Much is being made about the ascendency of the Wild Rose Alliance. Indeed, this party probably represents the biggest threat to the governing Conservatives since Laurence Decore and the Liberals forced the Tories to rebrand themselves in 1992. I believe Danielle Smith is doing everything right to unseat the Tories. One of her primary spokespeople is Ernie Isely and his message has recently been that the new party needs to 'moderate'. Indeed, the two defections this week were not from hard core raging social conservatives but from moderate tories who have problems with Ed Stelmach's leadership style and the apparent lack of democracy in their old party. 

The 'progressive' parties can't seem to get any traction on Ed or Danielle though. The Liberals can't seem to shake the ghost of the NEP from 30 years ago and nobody wants to listen to the NDP outside of a few ridings in Edmonton. In my opinion, the problem for the progressive side is leadership. They just cannot get a leader who is articulate in front of the camera and can play the political game. Instead, the Wild Rose elected that very leader and is able to capitlize on the province's disaffection of the Progressive Conservative Party of Alberta.

So while Danielle says all the right things, the progressives are trying to figure out what the right things are to say. While I agree with the spirit of such movements like Reboot or Renew Alberta, they will not be able to develop a coherant message and organization in time for the 2012 election.

For any Alberta party to be elected they need to build a 'big tent' to bring in a wide range of Albertans. If Danielle and the Wild Rose Alliance continue to do everything right, I see this tent collapsing around Ed Stelmach as hard core and moderate conservative alike move to the WIld Rose. I'm afraid that Ed does not have a lot of appeal to many of the progressives still in his party so I see a lot of the 'red tories' moving to other parties. Alberta history (and Alberta voters) is not kind to former ruling parties. 

It might be too late for the progressives to develop a counter offensive to the momentum already enjoyed by the Wild Rose for 2012. But they can't lie down and die. I believe that there is support for progressive values in Alberta, if we had the right people and the right organization promoting them. There is nothing in Alberta's law that says we need to keep electing the same government for 40 years. If Danielle and her party do get elected, they could be unseated. Realistically, I think Albertans give a particular political brand that they have bought into 12 to 15 years before they tire of it. But now is still the time to build up a movement to rival the conservatives in Alberta. But the message needs to be coherant and it needs to come from one organization, not 2 or 3 or 4. If this happens, then hopefully the Wild Rose Alliance isn't given a mandate to rule Alberta until my own children have children.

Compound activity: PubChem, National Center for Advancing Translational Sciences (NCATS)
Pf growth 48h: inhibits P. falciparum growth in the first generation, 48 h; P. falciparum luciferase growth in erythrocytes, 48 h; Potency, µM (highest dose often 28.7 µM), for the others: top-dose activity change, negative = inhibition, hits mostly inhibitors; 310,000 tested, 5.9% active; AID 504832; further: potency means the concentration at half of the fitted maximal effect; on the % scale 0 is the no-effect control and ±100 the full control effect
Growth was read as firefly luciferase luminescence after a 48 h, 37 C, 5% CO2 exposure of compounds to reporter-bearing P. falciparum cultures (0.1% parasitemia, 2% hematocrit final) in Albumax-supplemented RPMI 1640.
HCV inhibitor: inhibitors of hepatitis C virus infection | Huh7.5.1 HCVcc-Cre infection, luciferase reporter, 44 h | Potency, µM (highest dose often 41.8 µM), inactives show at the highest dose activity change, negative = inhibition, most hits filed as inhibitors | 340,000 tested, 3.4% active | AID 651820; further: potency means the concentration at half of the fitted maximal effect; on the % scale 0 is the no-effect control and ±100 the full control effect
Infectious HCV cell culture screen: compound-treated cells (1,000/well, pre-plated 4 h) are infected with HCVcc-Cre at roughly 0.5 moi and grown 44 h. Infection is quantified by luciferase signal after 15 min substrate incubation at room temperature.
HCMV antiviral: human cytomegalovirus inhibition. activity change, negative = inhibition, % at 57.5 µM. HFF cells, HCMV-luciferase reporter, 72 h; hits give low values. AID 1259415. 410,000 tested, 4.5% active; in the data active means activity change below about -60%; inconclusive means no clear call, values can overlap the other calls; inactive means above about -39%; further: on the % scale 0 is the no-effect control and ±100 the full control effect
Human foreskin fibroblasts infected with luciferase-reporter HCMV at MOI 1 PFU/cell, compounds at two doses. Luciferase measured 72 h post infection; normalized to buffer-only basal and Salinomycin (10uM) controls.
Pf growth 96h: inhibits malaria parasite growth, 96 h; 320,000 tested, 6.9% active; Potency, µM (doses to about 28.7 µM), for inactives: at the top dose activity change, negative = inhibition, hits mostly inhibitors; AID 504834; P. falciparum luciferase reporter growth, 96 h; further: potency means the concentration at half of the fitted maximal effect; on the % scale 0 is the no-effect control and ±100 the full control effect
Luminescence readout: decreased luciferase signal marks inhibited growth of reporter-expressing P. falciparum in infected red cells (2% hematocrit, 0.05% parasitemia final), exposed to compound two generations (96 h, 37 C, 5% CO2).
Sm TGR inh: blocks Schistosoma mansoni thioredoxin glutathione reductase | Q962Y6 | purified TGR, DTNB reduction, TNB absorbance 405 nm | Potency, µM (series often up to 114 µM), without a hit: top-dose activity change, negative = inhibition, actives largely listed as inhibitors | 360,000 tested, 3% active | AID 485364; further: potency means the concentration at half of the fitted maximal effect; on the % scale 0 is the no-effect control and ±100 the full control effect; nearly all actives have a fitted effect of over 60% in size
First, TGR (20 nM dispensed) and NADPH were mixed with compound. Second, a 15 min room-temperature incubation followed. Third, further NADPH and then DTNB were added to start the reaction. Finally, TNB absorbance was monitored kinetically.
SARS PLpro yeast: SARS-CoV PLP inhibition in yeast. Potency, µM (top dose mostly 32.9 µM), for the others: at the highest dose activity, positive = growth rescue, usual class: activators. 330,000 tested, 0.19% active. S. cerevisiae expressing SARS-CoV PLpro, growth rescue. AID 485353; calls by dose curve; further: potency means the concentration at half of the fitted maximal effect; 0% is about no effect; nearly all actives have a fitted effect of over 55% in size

Again, I sincerely thank Dave for giving me a chance to post my views here. And if you want to check out my opinions on Alberta's economy and labour market, check out my blog 'Gas, Cows and Oilsands - Alberta's Labour Market?'

Jason is a born and raised Albertan. He is currently raising a family in Edmonton. He normally writes on labour market issues at

Sunday, January 10, 2010

governing myself accordingly: 732 days later.

I almost missed it. It has now been over two years since January 8, 2008.

from one rentier state to another.

"Under the Patronage of H.H. H.H. General Sheikh Mohammed bin Zayed Al Nahyan Crown Prince of Abu Dhabi and Deputy Supreme Commander of the UAE Armed Forced," Premier Ed Stelmach will be attending the World Future Energy Summit, thus delaying an expected cabinet shuffle. What had previously been speculation has now been confirmed as delayed by two weeks according to the Premier's spokesperson Tom Olsen.

Premier Stelmach did not attend the recent COP15 conference in Copenhagen, but will be speaking, along with Carbon Capture Czar Jim Carter in Abu Dhabi. If he has the chance, the Premier should take a look at how Rentier States like the UAE (more specifically Dubai) have dealt with hyper-boom situations familiar to Albertans.

No more crossing: Following last week's floor-crossings, Edmonton-Castle Downs MLA Thomas Lukaszuk has announced that while he may be hypocritical, he will introduce a private members' bill forbidding MLAs to cross the floor. I expect Independent MLA Guy Boutilier to ask if this Bill will also stop party leaders from kicking out MLAs from the party caucus they were elected into. Since 1993, five opposition MLAs have crossed the floor to join the governing PCs (New Democrat Stan Woloshyn, and Liberals Julius Yankowski, Paul Langevin, Andrew Beniuk, and Gene Zwozdesky). In 2008, MLA Dan Backs, who had been kicked out of the Liberal caucus, failed in his attempt to win the PC nomination in Edmonton-Manning.